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One Reporter's Opinion @ Iranian Youth Give Hope for the Future

Thursday, 05 May 2005 12:00 AM

The paradox of Iran is that it just might be the most pro-American – perhaps the least anti-American – populace in the Muslim world. (Those under 30 are too young to remember the anti-American sentiment of the '50s and '60s and share little of their parents' ideology.)

Recently, I conducted a series of interviews with a brilliant young author, Afshin Molavi, who has written the critically acclaimed book "Persian Pilgrimages: Journeys Across Iran," a brilliant tableau of today's Iran. Molavi, born in Iran and raised and educated in the West, has written widely on the Middle East, the Muslim world, the United States and the links among the three.

Molavi's book is a great read for anyone who wishes to better understand the growing divide between the Iranian people and their leadership. He covers not only Iran's vast geography but also its long history of foreign invaders, poetry and Islam. His Persian-language ability gives Molavi a significant advantage over Westerners who must depend on interpreters and "fixers."

But rather than just interviews with government officials, academics and political figures, he brings us a refreshing account of the real voices of Iran. He often has casual encounters with regular Iranians, from the local fruit vendor to the loquacious taxi driver.

Molavi says it is apparent that Iran's youth are the most disenchanted with the current government and that young people make up the bulk of the Iranian population (70 percent of which is under 30!). And nearly three-fourths of the Iranians Molavi polled said they want their government to restore dialogue with the United States.

The students tend to shun politics and embrace practical goals, such as getting a job and being admitted into a foreign graduate school. They're like us – they want a better future, more prosperous lives.

The young Iranians love our movies, television, books and culture. And what we may not know about them is that they have an unquenchable thirst for choice and opportunity. Consequently, 150,000 Iranian professionals leave the country each year, one of the highest rates of "brain drain" in the Middle East.

Young Iranian women are obsessed with their appearance. As CBS news correspondent Elizabeth Palmer reports, "They're lining up in record numbers to improve on the look nature gave them with cosmetic surgery." The most popular form of plastic surgery in America is liposuction, but in Iran, where the female form is kept largely under wraps, women prefer to spend the money where they can show it off.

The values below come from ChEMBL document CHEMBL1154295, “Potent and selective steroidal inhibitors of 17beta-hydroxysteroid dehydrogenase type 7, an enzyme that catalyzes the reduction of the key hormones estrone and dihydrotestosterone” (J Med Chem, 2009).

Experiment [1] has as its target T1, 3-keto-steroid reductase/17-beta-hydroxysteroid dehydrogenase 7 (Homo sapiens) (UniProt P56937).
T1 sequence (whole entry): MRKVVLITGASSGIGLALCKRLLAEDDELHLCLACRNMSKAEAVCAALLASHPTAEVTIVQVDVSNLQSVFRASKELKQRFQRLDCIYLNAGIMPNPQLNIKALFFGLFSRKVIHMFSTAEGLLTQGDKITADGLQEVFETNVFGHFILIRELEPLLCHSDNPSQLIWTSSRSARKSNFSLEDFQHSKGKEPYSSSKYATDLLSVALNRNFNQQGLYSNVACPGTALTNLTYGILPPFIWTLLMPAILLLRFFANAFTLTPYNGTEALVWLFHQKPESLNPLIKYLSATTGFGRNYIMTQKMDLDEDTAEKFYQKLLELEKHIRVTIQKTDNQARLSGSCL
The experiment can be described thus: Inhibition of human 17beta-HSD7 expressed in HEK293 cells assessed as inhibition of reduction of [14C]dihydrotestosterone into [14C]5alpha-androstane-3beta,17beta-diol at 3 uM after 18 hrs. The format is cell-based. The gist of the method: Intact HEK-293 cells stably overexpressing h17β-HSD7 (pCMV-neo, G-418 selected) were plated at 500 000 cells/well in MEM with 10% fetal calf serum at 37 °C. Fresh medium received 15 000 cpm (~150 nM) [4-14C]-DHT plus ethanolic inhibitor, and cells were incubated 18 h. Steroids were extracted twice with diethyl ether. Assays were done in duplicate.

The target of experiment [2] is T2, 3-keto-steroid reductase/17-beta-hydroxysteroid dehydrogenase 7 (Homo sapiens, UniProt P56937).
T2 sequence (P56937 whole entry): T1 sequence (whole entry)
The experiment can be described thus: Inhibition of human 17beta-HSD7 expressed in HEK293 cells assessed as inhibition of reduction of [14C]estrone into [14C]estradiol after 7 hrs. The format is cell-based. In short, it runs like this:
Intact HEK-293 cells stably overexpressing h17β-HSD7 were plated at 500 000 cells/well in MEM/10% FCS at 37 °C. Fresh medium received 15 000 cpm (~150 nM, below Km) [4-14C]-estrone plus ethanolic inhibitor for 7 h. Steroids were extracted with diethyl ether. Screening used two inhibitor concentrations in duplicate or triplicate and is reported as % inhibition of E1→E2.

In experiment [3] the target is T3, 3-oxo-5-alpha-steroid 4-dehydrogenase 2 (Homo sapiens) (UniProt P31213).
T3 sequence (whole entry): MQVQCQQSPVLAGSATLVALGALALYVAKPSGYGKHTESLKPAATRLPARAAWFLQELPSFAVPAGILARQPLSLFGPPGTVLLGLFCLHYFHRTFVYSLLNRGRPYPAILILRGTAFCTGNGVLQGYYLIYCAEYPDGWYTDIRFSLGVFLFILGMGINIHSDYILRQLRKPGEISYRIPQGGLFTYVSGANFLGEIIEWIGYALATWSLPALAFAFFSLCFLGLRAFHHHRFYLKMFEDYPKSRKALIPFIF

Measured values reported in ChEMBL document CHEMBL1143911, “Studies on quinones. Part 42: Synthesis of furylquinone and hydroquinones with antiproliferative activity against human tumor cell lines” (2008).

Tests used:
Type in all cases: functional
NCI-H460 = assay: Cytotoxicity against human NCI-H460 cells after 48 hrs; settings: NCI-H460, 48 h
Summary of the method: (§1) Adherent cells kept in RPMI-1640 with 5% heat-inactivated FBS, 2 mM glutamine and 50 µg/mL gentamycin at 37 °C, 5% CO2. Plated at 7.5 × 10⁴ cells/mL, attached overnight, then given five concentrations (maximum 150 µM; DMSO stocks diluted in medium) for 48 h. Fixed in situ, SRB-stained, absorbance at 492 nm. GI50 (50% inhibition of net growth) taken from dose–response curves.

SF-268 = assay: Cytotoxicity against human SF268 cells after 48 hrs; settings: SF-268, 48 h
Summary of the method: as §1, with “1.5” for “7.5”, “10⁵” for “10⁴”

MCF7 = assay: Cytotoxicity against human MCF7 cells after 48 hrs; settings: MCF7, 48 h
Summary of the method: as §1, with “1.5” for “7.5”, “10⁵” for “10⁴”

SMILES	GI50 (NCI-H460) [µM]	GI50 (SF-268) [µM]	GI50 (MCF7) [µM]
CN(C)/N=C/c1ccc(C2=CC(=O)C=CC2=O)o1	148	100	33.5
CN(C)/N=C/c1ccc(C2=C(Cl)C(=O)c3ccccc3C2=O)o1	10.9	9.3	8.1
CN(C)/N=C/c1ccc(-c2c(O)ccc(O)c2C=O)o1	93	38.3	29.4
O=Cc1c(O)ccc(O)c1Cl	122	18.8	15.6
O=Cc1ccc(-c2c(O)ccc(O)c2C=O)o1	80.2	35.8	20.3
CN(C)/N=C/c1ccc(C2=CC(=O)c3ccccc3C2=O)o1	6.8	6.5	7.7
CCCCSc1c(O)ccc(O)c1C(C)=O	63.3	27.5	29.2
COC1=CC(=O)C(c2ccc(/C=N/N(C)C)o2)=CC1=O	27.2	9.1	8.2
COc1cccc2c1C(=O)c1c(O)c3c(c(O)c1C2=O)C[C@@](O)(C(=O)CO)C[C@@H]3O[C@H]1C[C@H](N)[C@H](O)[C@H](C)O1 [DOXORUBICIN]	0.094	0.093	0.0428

"Iran, where the morality police used to confiscate eyeliner and lip gloss, is now the nose job capitol of the world," says one young Iranian lady. "A Western nose is more beautiful." The Persian nose, it seems, is out of style.

"They're lifting and they're shortening," says Dr. Hossein Heidar, who lifts and tucks and shortens. Says the doctor: "The hot look is inspired by Hollywood. Our women are shopping for new noses. They arrive with photos of [Hollywood stars]. A picture perfect nose costs around $1,500."

"Make my nose small!" say the Iranian women. But it's not only the women; there are lots of bandaged men on the streets, too. Iranians, in general, have big noses.

Whether it's noses, plastic surgery, scholarships or a growing mimicry of the West and America, perhaps it's time to take another look at tomorrow's future Iran and concentrate on the potential trouble put forth by the alarmists and nuclear Iran.

Molavi's book is a refreshing account of the real voices of Iran. After all, what do we really know about this country and her people? For a better understanding of the complex and important country and its people, from one who knows them well, read "Persian Pilgrimages: Journeys Across Iran."

Related Links:

"Persian Pilgrimages: Journeys Across Iran," by Afshin Molavi

http://www.cbsnews.com/stories/2005/02/14/world/main673876.shtml

http://cbs11tv.com/localnews/topstories_story_026092630.html

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The paradox of Iran is that it just might be the most pro-American - perhaps the least anti-American - populace in the Muslim world.(Those under 30 are too young to remember the anti-American sentiment of the '50s and '60s and share little of their parents'...
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Thursday, 05 May 2005 12:00 AM
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